A Digital Object Identifier (DOI) is a unique alphanumeric string assigned by either a publisher, organisation or agency that identifies content and provides a PERSISTENT link to its location on the internet, whether the object is digital or physical. It might look something like this http://dx.doi.org/10.4225/01/4F8E15A1B4D89. The DOI or the Identifier is listed at the bottom of this record from Griffiths’ Research Data Repository.
DOIs are also considered a type of persistent identifiers (PiDs). An identifier is any label used to name some thing uniquely (whether digital or physical). URLs are an example of an identifier. So are serial numbers, and personal names. A persistent identifier is guaranteed to be managed and kept up to date over a defined time period.
Journal publishers assign DOIs to electronic copies of individual articles. DOIs can also be assigned by an organisation, research institutes or agencies and are generally managed by the relevant organisation and relevant policies. DOIs not only uniquely identify research data collections, it also supports citation and citation metrics.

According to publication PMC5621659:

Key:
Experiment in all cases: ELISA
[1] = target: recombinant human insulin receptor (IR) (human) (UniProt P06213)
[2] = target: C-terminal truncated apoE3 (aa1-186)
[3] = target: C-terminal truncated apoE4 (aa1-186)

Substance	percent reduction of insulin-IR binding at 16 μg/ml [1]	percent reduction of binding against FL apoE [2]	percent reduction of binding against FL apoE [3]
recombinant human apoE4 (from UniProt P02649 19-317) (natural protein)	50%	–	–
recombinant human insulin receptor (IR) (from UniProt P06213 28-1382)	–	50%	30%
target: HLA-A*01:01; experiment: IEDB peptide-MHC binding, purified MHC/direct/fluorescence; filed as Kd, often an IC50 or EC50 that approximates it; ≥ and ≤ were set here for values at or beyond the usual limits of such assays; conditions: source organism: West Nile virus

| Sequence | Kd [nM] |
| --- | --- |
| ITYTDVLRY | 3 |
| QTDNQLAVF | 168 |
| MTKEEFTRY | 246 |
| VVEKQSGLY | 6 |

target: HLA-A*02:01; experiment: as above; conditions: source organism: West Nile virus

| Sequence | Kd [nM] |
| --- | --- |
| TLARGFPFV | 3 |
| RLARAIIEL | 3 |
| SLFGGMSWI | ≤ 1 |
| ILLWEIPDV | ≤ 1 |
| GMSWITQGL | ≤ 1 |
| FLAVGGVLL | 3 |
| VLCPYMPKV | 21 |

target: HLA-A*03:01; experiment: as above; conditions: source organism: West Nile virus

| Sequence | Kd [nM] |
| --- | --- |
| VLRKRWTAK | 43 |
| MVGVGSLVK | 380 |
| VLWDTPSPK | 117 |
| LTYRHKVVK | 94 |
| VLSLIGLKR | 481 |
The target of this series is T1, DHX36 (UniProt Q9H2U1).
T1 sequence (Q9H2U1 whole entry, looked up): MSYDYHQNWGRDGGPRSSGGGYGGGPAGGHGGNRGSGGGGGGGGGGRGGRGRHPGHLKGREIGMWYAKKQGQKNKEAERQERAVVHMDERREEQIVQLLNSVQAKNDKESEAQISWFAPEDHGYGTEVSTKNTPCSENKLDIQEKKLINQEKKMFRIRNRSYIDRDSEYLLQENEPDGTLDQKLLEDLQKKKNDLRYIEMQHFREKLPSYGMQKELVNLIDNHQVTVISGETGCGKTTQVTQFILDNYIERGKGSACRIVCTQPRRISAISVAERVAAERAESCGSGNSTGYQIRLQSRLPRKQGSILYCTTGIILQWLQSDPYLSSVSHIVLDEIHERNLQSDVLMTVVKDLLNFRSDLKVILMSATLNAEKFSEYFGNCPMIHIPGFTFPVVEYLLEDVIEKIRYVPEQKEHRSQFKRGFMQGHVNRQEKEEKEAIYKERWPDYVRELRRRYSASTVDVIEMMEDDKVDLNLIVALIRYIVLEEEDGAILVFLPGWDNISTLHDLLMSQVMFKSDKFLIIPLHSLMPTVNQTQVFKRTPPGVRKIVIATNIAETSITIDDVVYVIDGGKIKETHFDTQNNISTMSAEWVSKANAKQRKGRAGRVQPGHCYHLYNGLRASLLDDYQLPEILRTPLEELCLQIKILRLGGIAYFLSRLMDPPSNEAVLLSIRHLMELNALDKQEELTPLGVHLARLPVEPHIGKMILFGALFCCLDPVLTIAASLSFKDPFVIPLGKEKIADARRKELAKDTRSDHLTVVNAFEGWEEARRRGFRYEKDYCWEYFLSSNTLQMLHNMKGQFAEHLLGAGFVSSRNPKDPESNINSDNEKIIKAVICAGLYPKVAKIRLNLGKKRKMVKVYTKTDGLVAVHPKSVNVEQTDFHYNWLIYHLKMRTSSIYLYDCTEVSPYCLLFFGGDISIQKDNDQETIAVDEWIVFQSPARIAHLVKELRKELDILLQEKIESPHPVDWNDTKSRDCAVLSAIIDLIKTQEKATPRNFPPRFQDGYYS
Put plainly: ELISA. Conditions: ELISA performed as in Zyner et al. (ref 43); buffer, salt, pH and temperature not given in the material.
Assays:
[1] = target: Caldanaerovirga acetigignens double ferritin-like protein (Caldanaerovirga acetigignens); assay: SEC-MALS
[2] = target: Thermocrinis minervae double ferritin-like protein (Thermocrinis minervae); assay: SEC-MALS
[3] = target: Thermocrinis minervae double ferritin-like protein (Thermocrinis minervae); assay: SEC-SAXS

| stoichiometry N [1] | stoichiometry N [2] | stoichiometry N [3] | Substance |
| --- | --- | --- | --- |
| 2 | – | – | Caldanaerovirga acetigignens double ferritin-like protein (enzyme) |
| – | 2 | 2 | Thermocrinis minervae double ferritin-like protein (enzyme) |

DOIs can be created for DATA SETS and associated outputs (eg grey literature, workflows, algorithms, software etc) - DOIs for data are equivalent with DOIs for other scholarly publications
Ensure data you associate with a publication has a DOI- your library is the best group to talk to for this.
|Learn more about PiDs and DOIs https://www.ands.org.au/guides/persistent-identifiers-awareness|